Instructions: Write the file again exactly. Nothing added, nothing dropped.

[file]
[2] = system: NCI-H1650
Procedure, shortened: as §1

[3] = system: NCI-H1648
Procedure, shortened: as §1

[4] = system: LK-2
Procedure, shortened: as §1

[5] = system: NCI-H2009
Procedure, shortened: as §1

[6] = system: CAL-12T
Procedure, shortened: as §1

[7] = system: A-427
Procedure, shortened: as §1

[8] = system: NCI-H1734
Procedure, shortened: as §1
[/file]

[2] = system: NCI-H1650
Procedure, shortened: as §1

[3] = system: NCI-H1648
Procedure, shortened: as §1

[4] = system: LK-2
Procedure, shortened: as §1

[5] = system: NCI-H2009
Procedure, shortened: as §1

[6] = system: CAL-12T
Procedure, shortened: as §1

[7] = system: A-427
Procedure, shortened: as §1

[8] = system: NCI-H1734
Procedure, shortened: as §1